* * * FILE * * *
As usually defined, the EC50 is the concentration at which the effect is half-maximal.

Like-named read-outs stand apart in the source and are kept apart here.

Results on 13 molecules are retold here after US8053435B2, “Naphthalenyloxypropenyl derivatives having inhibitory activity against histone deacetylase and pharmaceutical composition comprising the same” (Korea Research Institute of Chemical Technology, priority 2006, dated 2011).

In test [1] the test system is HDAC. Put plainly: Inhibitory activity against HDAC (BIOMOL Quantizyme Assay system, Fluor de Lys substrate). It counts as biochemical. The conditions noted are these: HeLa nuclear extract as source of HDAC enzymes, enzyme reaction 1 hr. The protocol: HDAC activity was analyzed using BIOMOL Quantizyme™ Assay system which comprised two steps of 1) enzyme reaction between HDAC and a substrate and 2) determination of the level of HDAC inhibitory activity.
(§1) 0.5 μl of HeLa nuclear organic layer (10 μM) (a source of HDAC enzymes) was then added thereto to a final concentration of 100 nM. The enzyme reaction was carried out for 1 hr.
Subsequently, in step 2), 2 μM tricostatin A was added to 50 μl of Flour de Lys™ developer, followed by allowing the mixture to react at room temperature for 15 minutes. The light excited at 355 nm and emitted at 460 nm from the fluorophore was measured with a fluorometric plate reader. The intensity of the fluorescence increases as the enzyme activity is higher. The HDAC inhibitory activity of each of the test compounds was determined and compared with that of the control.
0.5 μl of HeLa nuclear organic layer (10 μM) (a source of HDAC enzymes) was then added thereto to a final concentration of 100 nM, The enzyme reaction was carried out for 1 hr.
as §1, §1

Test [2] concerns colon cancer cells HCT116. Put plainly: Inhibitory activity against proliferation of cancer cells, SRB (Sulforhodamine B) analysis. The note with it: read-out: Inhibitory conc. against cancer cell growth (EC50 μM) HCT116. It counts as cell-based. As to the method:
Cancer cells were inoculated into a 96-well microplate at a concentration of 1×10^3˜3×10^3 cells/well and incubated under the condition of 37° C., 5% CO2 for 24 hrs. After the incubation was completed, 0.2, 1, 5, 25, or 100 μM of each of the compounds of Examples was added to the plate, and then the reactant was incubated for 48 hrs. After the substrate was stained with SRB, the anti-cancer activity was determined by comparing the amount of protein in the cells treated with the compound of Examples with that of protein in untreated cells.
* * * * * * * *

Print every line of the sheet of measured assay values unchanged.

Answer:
As usually defined, the EC50 is the concentration at which the effect is half-maximal.

Like-named read-outs stand apart in the source and are kept apart here.

Results on 13 molecules are retold here after US8053435B2, “Naphthalenyloxypropenyl derivatives having inhibitory activity against histone deacetylase and pharmaceutical composition comprising the same” (Korea Research Institute of Chemical Technology, priority 2006, dated 2011).

In test [1] the test system is HDAC. Put plainly: Inhibitory activity against HDAC (BIOMOL Quantizyme Assay system, Fluor de Lys substrate). It counts as biochemical. The conditions noted are these: HeLa nuclear extract as source of HDAC enzymes, enzyme reaction 1 hr. The protocol: HDAC activity was analyzed using BIOMOL Quantizyme™ Assay system which comprised two steps of 1) enzyme reaction between HDAC and a substrate and 2) determination of the level of HDAC inhibitory activity.
(§1) 0.5 μl of HeLa nuclear organic layer (10 μM) (a source of HDAC enzymes) was then added thereto to a final concentration of 100 nM. The enzyme reaction was carried out for 1 hr.
Subsequently, in step 2), 2 μM tricostatin A was added to 50 μl of Flour de Lys™ developer, followed by allowing the mixture to react at room temperature for 15 minutes. The light excited at 355 nm and emitted at 460 nm from the fluorophore was measured with a fluorometric plate reader. The intensity of the fluorescence increases as the enzyme activity is higher. The HDAC inhibitory activity of each of the test compounds was determined and compared with that of the control.
0.5 μl of HeLa nuclear organic layer (10 μM) (a source of HDAC enzymes) was then added thereto to a final concentration of 100 nM, The enzyme reaction was carried out for 1 hr.
as §1, §1

Test [2] concerns colon cancer cells HCT116. Put plainly: Inhibitory activity against proliferation of cancer cells, SRB (Sulforhodamine B) analysis. The note with it: read-out: Inhibitory conc. against cancer cell growth (EC50 μM) HCT116. It counts as cell-based. As to the method:
Cancer cells were inoculated into a 96-well microplate at a concentration of 1×10^3˜3×10^3 cells/well and incubated under the condition of 37° C., 5% CO2 for 24 hrs. After the incubation was completed, 0.2, 1, 5, 25, or 100 μM of each of the compounds of Examples was added to the plate, and then the reactant was incubated for 48 hrs. After the substrate was stained with SRB, the anti-cancer activity was determined by comparing the amount of protein in the cells treated with the compound of Examples with that of protein in untreated cells.